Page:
The term “mobile devices” comprises a wide range of gadgets from mobile phones, tablets, smartphones, and GPS units to PDAs and other wearables. What all of these share in common is the fact that they can hold a lot of user data that can be used or misused, given the motive.
Mobile devices are smack in the midst of three great technological advancements: the Internet of Things (IoT), Cloud Computing, and Big Data. The quick growth of mobile technology is one the primary causes for these trends to boom starting the previous decade. As per statistics, the U.S. wireless subscriber base is projected to grow to 382.3 million by the year 2023 at a 1.6% CAGR, as compared to 353.7 million in 2018.
Today, mobile devices can be as harmful as they are helpful, especially in the case of digital forensics, because these tiny machines gather and store huge amounts of data every day. They can be scanned in a forensic investigation to assist in the reduction of digital and physical crimes.
As these devices represent the digital extension of their owners, these machines can give digital forensic investigators a lot of data. Usually, they employ the use of extensive tools including cell phone forensics software to extract and make sense of necessary data to get actionable insights. Listed below are the kinds of information you can access on a mobile device with the help of such forensic digital tools.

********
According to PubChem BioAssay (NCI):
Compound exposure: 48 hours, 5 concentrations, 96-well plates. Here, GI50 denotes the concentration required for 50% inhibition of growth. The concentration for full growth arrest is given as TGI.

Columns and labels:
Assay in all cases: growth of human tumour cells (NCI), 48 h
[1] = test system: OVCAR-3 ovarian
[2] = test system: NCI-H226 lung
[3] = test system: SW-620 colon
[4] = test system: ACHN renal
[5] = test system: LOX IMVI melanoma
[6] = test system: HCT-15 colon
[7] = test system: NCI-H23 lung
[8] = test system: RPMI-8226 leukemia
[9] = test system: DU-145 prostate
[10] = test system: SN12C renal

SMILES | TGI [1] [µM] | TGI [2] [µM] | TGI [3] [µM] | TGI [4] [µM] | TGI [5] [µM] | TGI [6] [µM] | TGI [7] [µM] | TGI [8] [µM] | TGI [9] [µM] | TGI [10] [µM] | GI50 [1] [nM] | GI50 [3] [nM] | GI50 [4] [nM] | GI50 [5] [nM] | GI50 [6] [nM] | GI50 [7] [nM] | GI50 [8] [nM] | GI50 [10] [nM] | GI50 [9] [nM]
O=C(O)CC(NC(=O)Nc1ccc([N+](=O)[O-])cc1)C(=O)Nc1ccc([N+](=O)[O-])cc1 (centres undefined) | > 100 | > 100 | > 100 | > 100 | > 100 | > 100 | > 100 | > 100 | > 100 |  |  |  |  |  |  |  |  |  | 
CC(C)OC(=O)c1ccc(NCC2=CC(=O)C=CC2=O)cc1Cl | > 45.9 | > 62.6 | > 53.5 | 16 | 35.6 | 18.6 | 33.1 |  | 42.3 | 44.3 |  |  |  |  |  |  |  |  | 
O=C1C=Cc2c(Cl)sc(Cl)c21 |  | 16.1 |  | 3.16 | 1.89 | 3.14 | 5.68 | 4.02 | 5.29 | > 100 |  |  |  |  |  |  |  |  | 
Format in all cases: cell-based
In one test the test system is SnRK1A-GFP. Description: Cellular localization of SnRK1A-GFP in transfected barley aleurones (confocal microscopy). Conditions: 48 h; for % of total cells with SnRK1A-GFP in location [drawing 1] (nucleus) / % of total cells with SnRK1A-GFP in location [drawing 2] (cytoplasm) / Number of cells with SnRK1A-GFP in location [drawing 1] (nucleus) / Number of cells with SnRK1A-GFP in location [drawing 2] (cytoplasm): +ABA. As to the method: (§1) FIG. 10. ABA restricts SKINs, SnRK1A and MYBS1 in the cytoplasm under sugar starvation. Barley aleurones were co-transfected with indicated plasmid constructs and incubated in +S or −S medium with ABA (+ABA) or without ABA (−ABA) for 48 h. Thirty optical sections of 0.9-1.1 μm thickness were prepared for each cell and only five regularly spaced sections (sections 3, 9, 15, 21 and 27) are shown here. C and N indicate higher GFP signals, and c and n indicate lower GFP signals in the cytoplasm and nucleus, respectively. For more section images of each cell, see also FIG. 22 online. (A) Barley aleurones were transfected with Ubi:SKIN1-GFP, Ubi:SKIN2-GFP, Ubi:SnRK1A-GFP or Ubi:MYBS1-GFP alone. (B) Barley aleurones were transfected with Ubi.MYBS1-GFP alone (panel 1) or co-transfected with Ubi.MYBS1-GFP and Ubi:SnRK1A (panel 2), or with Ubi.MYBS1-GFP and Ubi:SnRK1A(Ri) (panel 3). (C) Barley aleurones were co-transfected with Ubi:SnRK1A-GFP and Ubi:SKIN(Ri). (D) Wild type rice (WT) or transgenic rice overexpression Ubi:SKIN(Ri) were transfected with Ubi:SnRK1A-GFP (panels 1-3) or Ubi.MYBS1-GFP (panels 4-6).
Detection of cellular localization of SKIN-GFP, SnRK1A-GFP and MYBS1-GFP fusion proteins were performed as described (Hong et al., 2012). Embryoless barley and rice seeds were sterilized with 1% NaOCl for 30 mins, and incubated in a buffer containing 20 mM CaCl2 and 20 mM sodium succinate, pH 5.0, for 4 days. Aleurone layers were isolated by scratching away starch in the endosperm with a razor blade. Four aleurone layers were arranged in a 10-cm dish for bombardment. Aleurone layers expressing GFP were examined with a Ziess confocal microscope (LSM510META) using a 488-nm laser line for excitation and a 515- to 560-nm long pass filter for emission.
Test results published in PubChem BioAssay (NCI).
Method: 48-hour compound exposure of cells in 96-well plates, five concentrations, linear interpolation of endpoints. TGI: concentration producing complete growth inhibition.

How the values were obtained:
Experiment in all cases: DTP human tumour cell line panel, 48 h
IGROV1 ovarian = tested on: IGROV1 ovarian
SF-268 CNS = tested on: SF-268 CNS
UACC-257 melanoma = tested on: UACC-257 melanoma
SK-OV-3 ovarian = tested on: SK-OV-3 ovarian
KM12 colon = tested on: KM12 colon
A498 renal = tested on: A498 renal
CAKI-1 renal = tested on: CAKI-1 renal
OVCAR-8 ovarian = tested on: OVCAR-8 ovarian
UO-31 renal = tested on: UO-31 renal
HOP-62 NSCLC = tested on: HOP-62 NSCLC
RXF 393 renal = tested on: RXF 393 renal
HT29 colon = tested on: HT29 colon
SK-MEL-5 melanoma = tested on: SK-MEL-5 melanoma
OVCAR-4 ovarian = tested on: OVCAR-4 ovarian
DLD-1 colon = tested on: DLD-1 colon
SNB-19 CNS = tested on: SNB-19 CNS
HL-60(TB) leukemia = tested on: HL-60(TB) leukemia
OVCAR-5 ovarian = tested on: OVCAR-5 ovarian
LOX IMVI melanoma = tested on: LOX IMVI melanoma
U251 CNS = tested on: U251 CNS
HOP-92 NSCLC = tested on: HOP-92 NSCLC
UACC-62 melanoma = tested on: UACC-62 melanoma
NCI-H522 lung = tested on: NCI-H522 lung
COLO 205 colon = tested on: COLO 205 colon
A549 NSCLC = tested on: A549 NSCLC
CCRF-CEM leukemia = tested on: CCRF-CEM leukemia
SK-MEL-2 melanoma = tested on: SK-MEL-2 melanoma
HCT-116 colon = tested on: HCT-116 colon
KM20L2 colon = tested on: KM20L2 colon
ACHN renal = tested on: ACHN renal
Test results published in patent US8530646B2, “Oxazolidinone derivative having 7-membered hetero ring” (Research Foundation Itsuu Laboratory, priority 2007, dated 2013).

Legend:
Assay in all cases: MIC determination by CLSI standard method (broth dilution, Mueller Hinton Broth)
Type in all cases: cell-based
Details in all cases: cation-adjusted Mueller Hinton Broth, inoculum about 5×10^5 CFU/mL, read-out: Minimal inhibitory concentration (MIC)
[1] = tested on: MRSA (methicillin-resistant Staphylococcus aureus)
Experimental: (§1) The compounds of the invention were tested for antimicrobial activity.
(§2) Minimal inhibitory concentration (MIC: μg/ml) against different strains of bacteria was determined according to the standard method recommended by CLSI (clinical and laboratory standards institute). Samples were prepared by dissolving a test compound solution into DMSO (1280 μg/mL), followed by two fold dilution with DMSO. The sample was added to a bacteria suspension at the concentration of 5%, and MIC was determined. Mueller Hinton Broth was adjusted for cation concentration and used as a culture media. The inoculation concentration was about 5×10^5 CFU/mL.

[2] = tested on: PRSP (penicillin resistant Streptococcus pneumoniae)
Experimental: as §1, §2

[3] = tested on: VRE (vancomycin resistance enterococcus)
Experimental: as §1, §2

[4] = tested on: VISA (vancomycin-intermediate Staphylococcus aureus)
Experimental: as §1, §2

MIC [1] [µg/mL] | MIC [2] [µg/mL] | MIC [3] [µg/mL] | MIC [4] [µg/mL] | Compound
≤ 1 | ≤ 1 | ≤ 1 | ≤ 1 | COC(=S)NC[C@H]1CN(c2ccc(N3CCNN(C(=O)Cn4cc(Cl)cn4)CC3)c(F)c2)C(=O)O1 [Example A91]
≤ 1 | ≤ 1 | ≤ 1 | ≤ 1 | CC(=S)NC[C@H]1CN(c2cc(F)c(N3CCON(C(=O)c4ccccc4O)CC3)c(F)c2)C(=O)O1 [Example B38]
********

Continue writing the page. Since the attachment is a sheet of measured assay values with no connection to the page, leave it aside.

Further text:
Information That can be Stored on Mobile Devices:
- Outgoing, incoming, and missed call history
- To-do lists, personal notes, calendar events, dedicated ringtones, and reminders
- SMS text messages, and other messaging content from third-party applications
- Passwords, passcodes, swipe codes, user account credentials
- Contact list
- Photographs, videos, locations, and also voicemail notes
- System files, user logs, error and crash reports
- Internet browsing history, cookies, viewed content, analytics data, and cache.
- Documents, Drive files, spreadsheets, presentations, or user-created information
- Installed app data
- Historical geolocation tags, cell phone service related locational information, Wi-Fi connection data
- Personal dictionary entries
- Deleted data from the aforementioned
Crimes do not occur in isolation from technological activities and digital imprints. Hence, mobile device forensics has turned into a significant aspect of digital forensics.
Among the professionals who can be entrusted with the execution of the tasks under cell phone forensics are:
- Forensic Examiners
- Incident Responders
- Corporate Investigators
During an inquiry into any crime that comprises the use of mobile technology, these professionals use an array of tools needed to gather every scrap of data that may assist them to track patterns or even trace an individual, such as the device’s passwords, lock pattern, or PINs.
Most people cannot comprehend the complexity of mobile forensics and the intricacy it requires. As mobile devices are increasingly being used for both professional and personal purposes, the amount of data they hold will continue to expand exponentially.
Mobile forensics aspires to retrieve digital evidence or the necessary data such devices carry in a way that extracts and documents evidence in a forensically acceptable format.